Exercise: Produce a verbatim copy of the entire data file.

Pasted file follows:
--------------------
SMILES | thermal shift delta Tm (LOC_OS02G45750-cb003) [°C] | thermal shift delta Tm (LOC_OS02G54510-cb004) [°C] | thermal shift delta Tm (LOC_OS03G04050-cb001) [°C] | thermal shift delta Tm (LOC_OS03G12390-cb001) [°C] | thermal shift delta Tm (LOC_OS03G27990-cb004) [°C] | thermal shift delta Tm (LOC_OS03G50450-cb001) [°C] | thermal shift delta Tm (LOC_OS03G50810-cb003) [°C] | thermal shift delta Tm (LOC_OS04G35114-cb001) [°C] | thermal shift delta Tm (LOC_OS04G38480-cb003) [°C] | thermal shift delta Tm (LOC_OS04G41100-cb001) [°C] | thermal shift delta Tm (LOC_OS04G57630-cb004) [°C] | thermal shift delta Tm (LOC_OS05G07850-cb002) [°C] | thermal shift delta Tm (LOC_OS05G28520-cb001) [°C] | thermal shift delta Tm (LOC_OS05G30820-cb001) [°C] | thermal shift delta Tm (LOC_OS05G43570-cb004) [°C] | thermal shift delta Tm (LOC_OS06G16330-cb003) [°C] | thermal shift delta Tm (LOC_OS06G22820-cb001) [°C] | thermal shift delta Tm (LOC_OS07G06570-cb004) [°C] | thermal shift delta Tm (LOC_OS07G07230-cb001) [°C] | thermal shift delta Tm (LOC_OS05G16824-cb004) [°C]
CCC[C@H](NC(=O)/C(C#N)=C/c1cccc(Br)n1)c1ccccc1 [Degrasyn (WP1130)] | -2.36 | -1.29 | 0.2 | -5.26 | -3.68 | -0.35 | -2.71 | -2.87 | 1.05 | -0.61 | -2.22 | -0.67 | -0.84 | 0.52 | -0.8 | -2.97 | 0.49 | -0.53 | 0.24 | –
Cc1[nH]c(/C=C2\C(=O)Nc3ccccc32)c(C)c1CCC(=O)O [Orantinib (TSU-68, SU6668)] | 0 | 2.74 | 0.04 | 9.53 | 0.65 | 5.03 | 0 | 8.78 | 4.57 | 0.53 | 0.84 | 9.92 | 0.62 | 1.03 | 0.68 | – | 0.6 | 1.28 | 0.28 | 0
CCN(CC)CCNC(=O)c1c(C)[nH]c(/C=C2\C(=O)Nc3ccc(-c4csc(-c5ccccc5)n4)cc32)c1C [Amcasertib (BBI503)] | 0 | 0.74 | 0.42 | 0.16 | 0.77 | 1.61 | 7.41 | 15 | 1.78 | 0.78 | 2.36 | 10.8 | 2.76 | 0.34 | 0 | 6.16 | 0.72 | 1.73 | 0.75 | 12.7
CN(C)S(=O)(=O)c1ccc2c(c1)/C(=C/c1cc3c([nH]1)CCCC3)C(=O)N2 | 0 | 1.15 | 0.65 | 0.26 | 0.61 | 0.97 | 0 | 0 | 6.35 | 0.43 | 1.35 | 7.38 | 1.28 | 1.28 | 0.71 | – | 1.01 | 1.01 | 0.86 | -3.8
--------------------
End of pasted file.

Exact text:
SMILES | thermal shift delta Tm (LOC_OS02G45750-cb003) [°C] | thermal shift delta Tm (LOC_OS02G54510-cb004) [°C] | thermal shift delta Tm (LOC_OS03G04050-cb001) [°C] | thermal shift delta Tm (LOC_OS03G12390-cb001) [°C] | thermal shift delta Tm (LOC_OS03G27990-cb004) [°C] | thermal shift delta Tm (LOC_OS03G50450-cb001) [°C] | thermal shift delta Tm (LOC_OS03G50810-cb003) [°C] | thermal shift delta Tm (LOC_OS04G35114-cb001) [°C] | thermal shift delta Tm (LOC_OS04G38480-cb003) [°C] | thermal shift delta Tm (LOC_OS04G41100-cb001) [°C] | thermal shift delta Tm (LOC_OS04G57630-cb004) [°C] | thermal shift delta Tm (LOC_OS05G07850-cb002) [°C] | thermal shift delta Tm (LOC_OS05G28520-cb001) [°C] | thermal shift delta Tm (LOC_OS05G30820-cb001) [°C] | thermal shift delta Tm (LOC_OS05G43570-cb004) [°C] | thermal shift delta Tm (LOC_OS06G16330-cb003) [°C] | thermal shift delta Tm (LOC_OS06G22820-cb001) [°C] | thermal shift delta Tm (LOC_OS07G06570-cb004) [°C] | thermal shift delta Tm (LOC_OS07G07230-cb001) [°C] | thermal shift delta Tm (LOC_OS05G16824-cb004) [°C]
CCC[C@H](NC(=O)/C(C#N)=C/c1cccc(Br)n1)c1ccccc1 [Degrasyn (WP1130)] | -2.36 | -1.29 | 0.2 | -5.26 | -3.68 | -0.35 | -2.71 | -2.87 | 1.05 | -0.61 | -2.22 | -0.67 | -0.84 | 0.52 | -0.8 | -2.97 | 0.49 | -0.53 | 0.24 | –
Cc1[nH]c(/C=C2\C(=O)Nc3ccccc32)c(C)c1CCC(=O)O [Orantinib (TSU-68, SU6668)] | 0 | 2.74 | 0.04 | 9.53 | 0.65 | 5.03 | 0 | 8.78 | 4.57 | 0.53 | 0.84 | 9.92 | 0.62 | 1.03 | 0.68 | – | 0.6 | 1.28 | 0.28 | 0
CCN(CC)CCNC(=O)c1c(C)[nH]c(/C=C2\C(=O)Nc3ccc(-c4csc(-c5ccccc5)n4)cc32)c1C [Amcasertib (BBI503)] | 0 | 0.74 | 0.42 | 0.16 | 0.77 | 1.61 | 7.41 | 15 | 1.78 | 0.78 | 2.36 | 10.8 | 2.76 | 0.34 | 0 | 6.16 | 0.72 | 1.73 | 0.75 | 12.7
CN(C)S(=O)(=O)c1ccc2c(c1)/C(=C/c1cc3c([nH]1)CCCC3)C(=O)N2 | 0 | 1.15 | 0.65 | 0.26 | 0.61 | 0.97 | 0 | 0 | 6.35 | 0.43 | 1.35 | 7.38 | 1.28 | 1.28 | 0.71 | – | 1.01 | 1.01 | 0.86 | -3.8